Understanding the COVID-19 Tax Credit

We answer commonly asked questions about the COVID-19 tax credit and Form 7200

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As a small business, you’re required — under the Families First Coronavirus Response Act (FFCRA) — to give paid sick and family leave to eligible employees impacted by COVID-19. Employees can use the paid leave for their own COVID-19 health reasons or to care for a family member.

But with the pandemic wreaking financial havoc across the nation, it’s no minor feat for small businesses to provide FFCRA leave, especially if they already offer paid leave under existing company policies. (FFCRA leave must be given in addition to any existing paid leave.)

Fortunately, you can offset this cost burden by claiming FFCRA tax credits on your federal employment-tax returns, such as on your quarterly IRS Form 941 or your annual IRS Form 944.

Moreover, if you were forced to fully or partially suspend your business operations because of COVID-19, or suffered a significant drop in gross receipts, the CARES Act permits you to claim a refundable tax credit for qualified wages paid to employees. This refundable tax credit is called the “employee retention credit.”

You don’t have to wait until your federal tax returns are due to claim these credits, as you can claim them faster by reducing your employment tax deposits to the IRS. You may also be able to apply for advance payment of your tax credits via IRS Form 7200.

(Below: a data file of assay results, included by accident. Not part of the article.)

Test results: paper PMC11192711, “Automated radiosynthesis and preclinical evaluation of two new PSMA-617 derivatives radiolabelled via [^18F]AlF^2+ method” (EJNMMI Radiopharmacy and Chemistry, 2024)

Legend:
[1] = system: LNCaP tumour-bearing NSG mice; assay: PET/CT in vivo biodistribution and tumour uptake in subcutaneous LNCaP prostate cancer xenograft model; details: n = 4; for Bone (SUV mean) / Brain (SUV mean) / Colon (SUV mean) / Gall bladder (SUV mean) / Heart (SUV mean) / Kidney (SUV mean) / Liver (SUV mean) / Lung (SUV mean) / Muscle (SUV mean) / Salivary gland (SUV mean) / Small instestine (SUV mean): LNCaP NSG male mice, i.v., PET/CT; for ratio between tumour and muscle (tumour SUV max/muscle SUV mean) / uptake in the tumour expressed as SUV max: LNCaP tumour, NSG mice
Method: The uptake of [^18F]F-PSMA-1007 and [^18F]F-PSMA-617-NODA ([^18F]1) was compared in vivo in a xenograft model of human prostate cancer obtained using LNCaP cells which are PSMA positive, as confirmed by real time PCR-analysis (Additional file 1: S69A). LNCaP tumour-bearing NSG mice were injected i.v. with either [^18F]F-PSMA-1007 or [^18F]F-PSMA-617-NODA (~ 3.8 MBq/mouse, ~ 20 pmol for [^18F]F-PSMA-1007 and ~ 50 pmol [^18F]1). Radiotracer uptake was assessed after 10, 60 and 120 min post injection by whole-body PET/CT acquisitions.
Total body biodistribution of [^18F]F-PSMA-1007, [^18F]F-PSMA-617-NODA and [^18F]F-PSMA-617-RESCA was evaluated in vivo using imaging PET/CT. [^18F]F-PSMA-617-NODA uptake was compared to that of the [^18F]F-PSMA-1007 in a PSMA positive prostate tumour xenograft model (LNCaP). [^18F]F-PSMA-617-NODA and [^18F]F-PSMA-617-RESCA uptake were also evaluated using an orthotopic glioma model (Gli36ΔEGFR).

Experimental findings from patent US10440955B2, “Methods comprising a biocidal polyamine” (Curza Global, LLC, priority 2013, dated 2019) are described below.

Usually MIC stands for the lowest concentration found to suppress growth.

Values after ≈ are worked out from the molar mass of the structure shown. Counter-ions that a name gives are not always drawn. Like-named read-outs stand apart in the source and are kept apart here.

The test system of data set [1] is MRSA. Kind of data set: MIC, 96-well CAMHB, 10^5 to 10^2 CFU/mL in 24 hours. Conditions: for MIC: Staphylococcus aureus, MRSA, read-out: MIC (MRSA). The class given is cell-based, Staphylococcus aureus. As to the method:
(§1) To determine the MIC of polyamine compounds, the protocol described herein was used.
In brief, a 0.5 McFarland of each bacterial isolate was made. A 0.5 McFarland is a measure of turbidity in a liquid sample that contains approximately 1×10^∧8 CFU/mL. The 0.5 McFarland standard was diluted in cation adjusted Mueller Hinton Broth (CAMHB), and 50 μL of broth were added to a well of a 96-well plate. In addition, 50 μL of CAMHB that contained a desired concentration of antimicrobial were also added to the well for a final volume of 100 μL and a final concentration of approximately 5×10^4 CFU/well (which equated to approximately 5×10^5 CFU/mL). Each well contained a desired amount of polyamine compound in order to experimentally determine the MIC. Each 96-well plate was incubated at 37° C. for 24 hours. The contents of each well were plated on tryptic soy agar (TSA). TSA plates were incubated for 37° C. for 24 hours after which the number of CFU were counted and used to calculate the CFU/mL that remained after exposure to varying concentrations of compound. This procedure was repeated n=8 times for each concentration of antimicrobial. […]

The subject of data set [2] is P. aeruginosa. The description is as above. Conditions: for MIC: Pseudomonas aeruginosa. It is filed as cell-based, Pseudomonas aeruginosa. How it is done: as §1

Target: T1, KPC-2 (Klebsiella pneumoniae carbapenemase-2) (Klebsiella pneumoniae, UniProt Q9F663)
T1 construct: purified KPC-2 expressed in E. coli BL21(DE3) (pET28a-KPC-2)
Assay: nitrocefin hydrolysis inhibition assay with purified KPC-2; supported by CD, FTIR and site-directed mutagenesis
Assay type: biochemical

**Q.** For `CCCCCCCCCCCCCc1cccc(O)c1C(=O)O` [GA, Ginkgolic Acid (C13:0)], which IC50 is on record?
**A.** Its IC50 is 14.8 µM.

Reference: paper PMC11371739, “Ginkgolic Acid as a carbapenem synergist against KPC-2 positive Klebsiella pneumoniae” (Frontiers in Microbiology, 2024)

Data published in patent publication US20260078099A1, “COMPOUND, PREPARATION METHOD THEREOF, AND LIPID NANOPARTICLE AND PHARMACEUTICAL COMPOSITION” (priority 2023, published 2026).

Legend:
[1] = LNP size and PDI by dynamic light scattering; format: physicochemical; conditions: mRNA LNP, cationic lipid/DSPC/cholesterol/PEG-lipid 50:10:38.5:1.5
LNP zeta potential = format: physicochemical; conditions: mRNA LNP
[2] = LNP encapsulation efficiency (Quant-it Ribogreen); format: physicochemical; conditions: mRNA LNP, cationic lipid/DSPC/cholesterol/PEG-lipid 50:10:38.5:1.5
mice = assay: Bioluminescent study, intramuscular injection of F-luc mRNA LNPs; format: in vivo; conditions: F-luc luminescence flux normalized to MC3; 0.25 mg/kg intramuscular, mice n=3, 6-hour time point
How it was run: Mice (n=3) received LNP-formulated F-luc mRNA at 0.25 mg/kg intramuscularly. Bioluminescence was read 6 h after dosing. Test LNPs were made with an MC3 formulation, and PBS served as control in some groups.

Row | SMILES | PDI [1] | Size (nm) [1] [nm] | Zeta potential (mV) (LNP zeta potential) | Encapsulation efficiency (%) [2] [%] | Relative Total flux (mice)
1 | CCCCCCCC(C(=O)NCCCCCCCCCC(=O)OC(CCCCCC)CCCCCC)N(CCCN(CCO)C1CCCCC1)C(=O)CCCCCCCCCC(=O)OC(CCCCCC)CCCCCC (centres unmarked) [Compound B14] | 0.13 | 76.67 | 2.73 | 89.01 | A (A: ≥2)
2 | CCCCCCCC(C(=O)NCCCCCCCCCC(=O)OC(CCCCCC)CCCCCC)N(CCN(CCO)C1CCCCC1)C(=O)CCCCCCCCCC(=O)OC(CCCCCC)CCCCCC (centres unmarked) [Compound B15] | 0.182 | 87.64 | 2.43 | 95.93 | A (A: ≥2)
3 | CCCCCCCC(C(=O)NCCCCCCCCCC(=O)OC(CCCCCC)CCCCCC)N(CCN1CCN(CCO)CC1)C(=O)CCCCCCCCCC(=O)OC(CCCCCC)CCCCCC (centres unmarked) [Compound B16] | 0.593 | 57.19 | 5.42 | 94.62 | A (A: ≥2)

Background on Form 7200

On March 31, 2020, the IRS released Notice 2020-22, which allows eligible employers to immediately claim their anticipated FFCRA paid leave credits and CARES Act employee retention credits. Employers who choose not to claim their tax credits immediately will receive them when they file their quarterly or annual federal tax returns with the IRS.

Eligible employers can take advantage of the credits immediately by reducing their applicable  federal employment-tax deposits — which are due to the IRS monthly or semiweekly, depending on the employer’s payment schedule. Applicable employment tax deposits include federal income tax withheld from employees’ wages plus employer and employee share of Social Security and Medicare taxes.

Eligible employers can take advantage of the credits immediately by reducing their applicable  federal employment-tax deposits — which are due to the IRS monthly or semiweekly.

If the employer’s tax deposits exceed their tax credits, they can wait to receive a refund when they claim the credits on their federal tax return. Or, they can ask the IRS for an advance payment of the credits by completing and submitting Form 7200.

How much are the credits?

The FFCRA tax credit is 100% of the amount of FFCRA paid sick and family leave provided to employees from April 1, 2020 to Dec. 31, 2020 — up to the per-employee limits, as defined by the FFCRA. Note that employers with fewer than 500 employees must abide by the FFCRA’s paid leave provisions.

The CARES Act employee retention credit is 50% of qualified wages (up to $10,000) paid to employees between March 13, 2020 and Dec. 31, 2020. Employers are eligible for the  employee retention credit if their operations were fully or partially suspended because of COVID-19, or if their gross receipts declined by more than 50% compared to the same quarter in the previous year.